2nd Day

Part of European Union (Withdrawal) Bill – in the House of Commons at 11:09 pm on 11th September 2017.

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Photo of Lloyd Russell-Moyle Lloyd Russell-Moyle Labour/Co-operative, Brighton, Kemptown 11:09 pm, 11th September 2017

Mr Speaker,

“We will scrap the Conservatives’…White Paper and replace it with fresh negotiating priorities that have a strong emphasis on…the Single Market” and putting “the economy first”. That was the manifesto on which Labour Members stood only a few months ago. We said that we would scrap this Bill and send it back. I beg Labour colleagues who are thinking about voting with the Government to consider that they stood, only a few months ago, on scrapping the White Paper, and I urge them to stand by the manifesto they stood for.

Some Conservative Members would, like ostriches, like to shove their heads into the sand—they want Brexit on any terms—but they are a minority. I believe that the majority of Conservative Members genuinely want a decent Bill that will aid the transition between our being in the European Union and being out of it.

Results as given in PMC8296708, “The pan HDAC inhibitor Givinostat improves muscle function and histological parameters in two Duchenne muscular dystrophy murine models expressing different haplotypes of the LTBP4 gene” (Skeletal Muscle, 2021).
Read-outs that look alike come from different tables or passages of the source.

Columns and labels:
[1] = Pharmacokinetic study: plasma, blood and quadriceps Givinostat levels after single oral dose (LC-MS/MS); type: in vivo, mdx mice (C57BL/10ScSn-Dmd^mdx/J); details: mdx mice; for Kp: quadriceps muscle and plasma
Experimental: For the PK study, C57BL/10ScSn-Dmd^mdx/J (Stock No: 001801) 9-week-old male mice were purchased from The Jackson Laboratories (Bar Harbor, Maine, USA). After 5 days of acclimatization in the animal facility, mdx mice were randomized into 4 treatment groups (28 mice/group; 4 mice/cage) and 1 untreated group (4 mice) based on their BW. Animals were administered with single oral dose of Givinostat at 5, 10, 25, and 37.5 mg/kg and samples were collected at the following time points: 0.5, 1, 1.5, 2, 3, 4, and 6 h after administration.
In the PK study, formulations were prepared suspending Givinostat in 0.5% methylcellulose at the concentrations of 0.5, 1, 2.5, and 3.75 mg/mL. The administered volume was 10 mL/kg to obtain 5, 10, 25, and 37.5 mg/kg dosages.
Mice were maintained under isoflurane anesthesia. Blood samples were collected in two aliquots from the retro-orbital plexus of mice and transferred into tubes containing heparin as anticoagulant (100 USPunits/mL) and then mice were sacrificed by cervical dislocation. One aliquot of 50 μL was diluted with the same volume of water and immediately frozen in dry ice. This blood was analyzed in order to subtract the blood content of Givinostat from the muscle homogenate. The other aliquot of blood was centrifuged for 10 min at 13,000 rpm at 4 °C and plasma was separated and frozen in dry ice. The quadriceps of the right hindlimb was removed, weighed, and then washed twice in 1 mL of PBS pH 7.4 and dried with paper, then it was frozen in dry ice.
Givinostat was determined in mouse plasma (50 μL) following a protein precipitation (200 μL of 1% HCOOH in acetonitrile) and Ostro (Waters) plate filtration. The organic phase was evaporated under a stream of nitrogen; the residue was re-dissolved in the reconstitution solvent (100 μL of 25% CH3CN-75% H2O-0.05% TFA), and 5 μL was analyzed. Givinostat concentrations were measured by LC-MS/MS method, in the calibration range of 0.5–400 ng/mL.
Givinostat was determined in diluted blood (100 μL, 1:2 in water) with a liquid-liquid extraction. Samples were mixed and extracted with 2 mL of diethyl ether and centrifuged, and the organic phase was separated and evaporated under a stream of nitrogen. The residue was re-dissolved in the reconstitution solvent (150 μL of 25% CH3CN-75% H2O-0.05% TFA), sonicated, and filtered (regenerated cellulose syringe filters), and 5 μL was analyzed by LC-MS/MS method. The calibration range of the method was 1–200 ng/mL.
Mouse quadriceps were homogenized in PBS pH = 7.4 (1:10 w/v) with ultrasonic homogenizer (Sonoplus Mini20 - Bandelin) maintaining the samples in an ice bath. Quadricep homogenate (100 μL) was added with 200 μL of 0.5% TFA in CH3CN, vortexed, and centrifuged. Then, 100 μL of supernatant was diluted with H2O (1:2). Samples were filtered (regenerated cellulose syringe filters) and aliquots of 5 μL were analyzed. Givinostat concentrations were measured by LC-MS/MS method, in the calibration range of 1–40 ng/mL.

I am a remainer. Just like most of my constituents, I would love to remain in the European Union—we will make that case—but I am also a democrat. However, being a democrat is not about just handing all powers to the Executive; it is about holding them to account each step of the way.

I have listened to lots of the arguments from Members on both sides of the House about how the Bill could be improved. There is a strategy—a legitimate strategy—of saying, “Let us pass it tonight and amend it in Committee.” However, I think that that is incorrect, because the flaws in the Bill are so huge and fundamental that if we followed that strategy, we would be fiddling with the deckchairs on a sinking ship. Unfortunately, what we must do is to send this Bill back.

I will outline a few areas in which the Bill fundamentally fails to live up to decent democratic principles and restricts the rights of our people. It removes the charter of fundamental rights from UK law. Let us be very clear that that charter provides digital rights, asylum rights, pension rights for LGBT people and safeguards for maternity rights. At the moment, for example, it ensures that a gay couple who marry here in the UK have their marriage recognised elsewhere in Europe.